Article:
Last season, Berkeley High was within 24 minutes of winning the Alameda-Contra Costa Athletic League title. Tied 7-7 at halftime of the regular-season finale against Pinole Valley, the Yellowjackets collapsed and ended up losing 35-14. This year, the Jackets hope they will have the staying power to outlast the Spartans and several other contenders.
Berkeley is the league’s deepest team, with backups that could start at most other ACCAL schools at nearly every skill position. The only real questionmark, however, comes at the most important position – quarterback.
The battle to take snaps for Berkeley is a two-way battle between juniors Jeff Spellman and Foster Goree. Spellman, a transfer from Bishop O’Dowd High in Oakland, is the more polished of the two, while Goree is more familiar with the Berkeley offensive system after starting for the junior varsity last season. Goree looked fairly impressive during a scrimmage last week, while Spellman sat out as he waited for his eligibility to be confirmed, which it was late this week.
While the two quarterbacks are similar in athletic ability and neither has stepped forward to claim the starting job yet, there are no plans to play both on a regular basis. Head coach Matt Bissell and offensive coordinator Clarence Johnson agree that a platoon system isn’t the ideal situation when it comes to running a team.
“We really want to use one guy,” Johnson said. “That’s the one position where you can’t split time. It’s not good for either kid, and it’s not good for the team.”
Whoever ends up behind center will have a plethora of weapons to utilize. The Yellowjackets are stacked at tailback once again, with Craig Hollis ready to step in as the main runner after backing up 1,000-yard rusher Germaine Baird last season. But Chris Watson is another talented back and could force his way into the lineup at some point this season. Hollis averaged 10 yards per carry last season but must prove he can be the feature back behind a line anchored by twins Anthony and Ray Cole.
Berkeley also boasts great talent at wide receiver. Senior Sean Young averaged more than 25 yards per catch last season as the main deep threat. Young has committed to play at Cal next season and is looking to have a big year before heading east to Memorial Stadium. But Young will have to do more than just run down the sidelines this season, as neither quarterback has the arm strength of last year’s starter, Raymond Pinkston. Both Young and fellow wideout Roberto McBean will have to work on crossing routes in order o get the ball on a regular basis.
One benefit of Berkeley’s huge student body is having a lot of student bodies in uniform. Berkeley is one of the few teams that doesn’t need to have players going both ways, giving the Jackets an advantage in both fatigue and practice time. The only player who will start on both sides of the ball is Rodny Jones, a 6-foot-5 athlete who will see time at both tight end and defensive end. Jones has the potential to be a big factor on offense as an underneath option to Young and McBean, as does senior Robert Hunter-Ford, who will also play defensive end. Both have the physical talent to be impact players, and coaches say they have improved their mental games since last season.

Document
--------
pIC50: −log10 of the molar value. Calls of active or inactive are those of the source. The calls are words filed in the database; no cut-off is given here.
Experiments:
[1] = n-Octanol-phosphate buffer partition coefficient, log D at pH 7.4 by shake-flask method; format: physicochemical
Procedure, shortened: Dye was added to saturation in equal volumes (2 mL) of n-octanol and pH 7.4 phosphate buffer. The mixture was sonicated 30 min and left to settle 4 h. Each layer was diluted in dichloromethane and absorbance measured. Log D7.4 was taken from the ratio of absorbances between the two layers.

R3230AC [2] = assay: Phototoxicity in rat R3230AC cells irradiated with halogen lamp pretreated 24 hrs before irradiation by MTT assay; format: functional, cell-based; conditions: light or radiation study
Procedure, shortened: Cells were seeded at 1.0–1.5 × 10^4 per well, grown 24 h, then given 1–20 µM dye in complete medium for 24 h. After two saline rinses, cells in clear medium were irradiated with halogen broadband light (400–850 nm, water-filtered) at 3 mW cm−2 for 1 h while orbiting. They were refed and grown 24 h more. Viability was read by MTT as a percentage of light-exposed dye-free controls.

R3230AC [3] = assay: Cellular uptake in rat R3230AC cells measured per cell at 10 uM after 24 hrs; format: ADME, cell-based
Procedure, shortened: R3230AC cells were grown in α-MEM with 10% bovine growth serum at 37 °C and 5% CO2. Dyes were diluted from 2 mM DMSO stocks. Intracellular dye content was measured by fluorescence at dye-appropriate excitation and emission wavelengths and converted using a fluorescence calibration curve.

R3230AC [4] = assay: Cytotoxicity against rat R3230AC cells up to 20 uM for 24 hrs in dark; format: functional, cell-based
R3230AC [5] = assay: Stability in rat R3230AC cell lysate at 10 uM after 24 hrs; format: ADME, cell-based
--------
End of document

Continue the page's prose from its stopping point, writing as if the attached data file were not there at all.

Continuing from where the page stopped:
“I see good things happening with those guys,” Bissell said. “Rob has shown that he now has the mental aspect of being a good player. As long as he’s motivated he’ll be a force for us.”
The heart of the Berkeley defense will be middle linebacker Owen Goldstrom, a first-team all-league pick last season along with defensive tackle Myron Seals. If 290-pound tackle Jamal Lucas-Johnson can stay healthy this season, the Jackets will be solid up the middle.
The talent just keeps on coming in the secondary, headed by cornerback Justin Cain. If Spellman doesn’t end up as the quarterback, he will see time at safety. With eight returning starters, Bissell is counting on the defense to carry the offense while the quarterback situation works itself out.
Bissell will try to avoid the academic pitfalls of last season as the Jackets lost several key starters for the Pinole Valley game due to grades. As a first-year coach he went through some growing pains while learning the ins and outs of the system, and he expects this year’s team to be more successful the in the classroom. But a lot of that is up to the players.
“We’re talking about a situation where we’re trying to reverse a trend that’s been growing for a while,” Bissell said. “There’s a culture where mediocrity in the classroom is acceptable. We’re trying to instill the idea that striving for a C is not acceptable.”
Even if all the players stay eligible, it won’t be easy to take down Pinole Valley, which has claimed three league titles in a row. Although stud running back DeAndre McFarland is gone, the Spartans are loaded once again with a huge offensive line and big-play receiver Thomas DeCoud. Pinole Valley will be dealing with a coaching change, as Steve Alameda takes over for longtime head man Jim Erickson. El Cerrito and De Anza also return some talented players, while Alameda, Encinal and newcomer Hercules will try to climb into the top of the standings.
“Pinole Valley is the top dog,” Bissell said. “The championship goes through them until somebody beats them.”
Berkeley will only play nine games this season, as the scheduled season opener against Mission San Jose was canceled when the school decided to disband its varsity program.